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00000177-6edd-df44-a377-6fff43070000WUNC's American Graduate Project is part of a nationwide public media conversation about the dropout crisis. We'll explore the issue through news reports, call-in programs and a forum produced with UNC-TV. Also as a part of this project we've partnered with the Durham Nativity School and YO: Durham to found the WUNC Youth Radio Club. These reports are part of American Graduate-Let’s Make it Happen!- a public media initiative to address the drop out crisis, supported by the Corporation for Public Broadcasting and these generous funders: Project Funders:GlaxoSmithKlineThe Goodnight Educational FoundationJoseph M. Bryan Foundation State FarmThe Grable FoundationFarrington FoundationMore education stories from WUNC

Report: Wake County Schools Suspended 1 in 10 Black Students Last Year

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Thomas Favre-Bulle
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Flickr

About one out of ten black students in Wake County’s Public Schools were suspended last school year, according to an annual report presented to Wake County School Board members on Tuesday.

Black students accounted for 63 percent of Wake’s total suspensions, while making up about of fourth of the overall population. Black students also made up 59 percent of Wake’s individual suspensions.
The numbers highlight trends that can be seen throughout the state and nationally. Leaders of Wake County public schools–the largest district in the state – say they’re working on addressing the racial disparities by providing more training opportunities and increasing alternatives to suspension.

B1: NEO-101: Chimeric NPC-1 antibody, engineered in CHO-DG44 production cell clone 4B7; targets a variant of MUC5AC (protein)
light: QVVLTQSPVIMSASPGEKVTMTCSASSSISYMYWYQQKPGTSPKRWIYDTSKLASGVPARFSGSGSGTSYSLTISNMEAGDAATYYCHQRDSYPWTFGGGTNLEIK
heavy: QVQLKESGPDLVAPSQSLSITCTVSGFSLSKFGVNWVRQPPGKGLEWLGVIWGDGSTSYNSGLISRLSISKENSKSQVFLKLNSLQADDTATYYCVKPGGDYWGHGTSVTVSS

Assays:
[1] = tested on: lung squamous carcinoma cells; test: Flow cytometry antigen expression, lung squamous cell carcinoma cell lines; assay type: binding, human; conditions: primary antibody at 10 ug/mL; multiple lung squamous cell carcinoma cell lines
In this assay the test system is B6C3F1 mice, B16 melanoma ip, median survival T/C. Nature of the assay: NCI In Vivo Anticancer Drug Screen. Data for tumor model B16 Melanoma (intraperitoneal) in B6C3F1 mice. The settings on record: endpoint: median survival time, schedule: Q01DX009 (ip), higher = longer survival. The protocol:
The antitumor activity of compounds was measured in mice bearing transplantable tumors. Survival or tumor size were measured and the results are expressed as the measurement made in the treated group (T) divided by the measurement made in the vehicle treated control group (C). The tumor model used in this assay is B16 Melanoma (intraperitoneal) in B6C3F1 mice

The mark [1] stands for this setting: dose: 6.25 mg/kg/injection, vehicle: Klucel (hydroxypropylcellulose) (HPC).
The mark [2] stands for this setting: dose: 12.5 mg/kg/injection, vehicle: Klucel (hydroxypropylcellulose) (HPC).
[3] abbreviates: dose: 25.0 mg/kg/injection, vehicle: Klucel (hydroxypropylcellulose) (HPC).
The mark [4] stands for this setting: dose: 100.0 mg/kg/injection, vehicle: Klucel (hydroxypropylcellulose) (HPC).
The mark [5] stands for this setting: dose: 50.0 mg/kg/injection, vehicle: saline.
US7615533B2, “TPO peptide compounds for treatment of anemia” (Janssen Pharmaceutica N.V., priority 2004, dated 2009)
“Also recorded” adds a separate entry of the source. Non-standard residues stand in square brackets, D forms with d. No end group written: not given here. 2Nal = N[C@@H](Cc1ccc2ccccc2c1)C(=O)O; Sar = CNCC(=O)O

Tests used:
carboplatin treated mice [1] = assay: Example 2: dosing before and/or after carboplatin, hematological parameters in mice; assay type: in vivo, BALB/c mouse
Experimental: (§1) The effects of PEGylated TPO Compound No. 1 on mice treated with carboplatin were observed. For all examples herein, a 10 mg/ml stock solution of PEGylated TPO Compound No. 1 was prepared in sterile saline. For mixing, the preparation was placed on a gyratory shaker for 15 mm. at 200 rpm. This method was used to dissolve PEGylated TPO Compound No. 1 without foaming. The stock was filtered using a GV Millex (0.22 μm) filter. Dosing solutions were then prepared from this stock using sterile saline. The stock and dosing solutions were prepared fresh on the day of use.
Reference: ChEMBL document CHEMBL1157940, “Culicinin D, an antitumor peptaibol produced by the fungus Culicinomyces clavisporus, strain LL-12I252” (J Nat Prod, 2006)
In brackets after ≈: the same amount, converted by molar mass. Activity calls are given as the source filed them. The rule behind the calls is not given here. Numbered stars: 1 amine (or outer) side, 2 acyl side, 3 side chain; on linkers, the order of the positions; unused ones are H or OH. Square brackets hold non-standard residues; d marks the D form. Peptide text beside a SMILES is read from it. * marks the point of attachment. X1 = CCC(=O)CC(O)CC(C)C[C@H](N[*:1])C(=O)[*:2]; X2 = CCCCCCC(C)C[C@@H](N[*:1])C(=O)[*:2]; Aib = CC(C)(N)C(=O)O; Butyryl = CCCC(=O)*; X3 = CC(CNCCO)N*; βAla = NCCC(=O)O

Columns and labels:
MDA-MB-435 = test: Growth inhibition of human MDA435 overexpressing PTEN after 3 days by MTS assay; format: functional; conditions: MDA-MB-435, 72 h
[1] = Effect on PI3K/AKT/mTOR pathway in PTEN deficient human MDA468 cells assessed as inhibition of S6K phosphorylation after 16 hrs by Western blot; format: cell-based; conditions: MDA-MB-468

“One of our goals is to ensure that there is equity in every part of our programming and work,” says Brenda Elliott, assistant superintendent for student services. “We don’t want any of our outcomes to be identifiable by race.”
The district is also working on expanding mental health resources and launching a pilot program at four middle schools with high suspension rates.
Last year, the district made an agreement with local law enforcement agencies to clearly outline the duties and responsibilities of school resource officers. It requires officers to attend annual training on topics like cultural competency, alternatives to incarceration programs and conflict resolution processes. 
While the number of overall suspensions increased by 6 percent from 2013-14 to 2014-15, Wake schools have seen a 34 percent reduction in total suspensions over the last five years.
According to state data from 2013-14, the district has lower high school suspension rates than other large school districts, like Charlotte-Mecklenburg, Durham and Cumberland.
Wake schools released another report this week that looks at student arrests, which also highlight racial disparities.
It shows the odds of being arrested for fighting are 1.67 times higher for black students as compared to other students. In terms of being arrested for theft, the odds are 1.7 times higher for black students.
Black students in Wake County Public Schools represented 69 percent of all referrals made by school resources officers to a court system, such as the adult criminal justice system, juvenile petitions or teen court.

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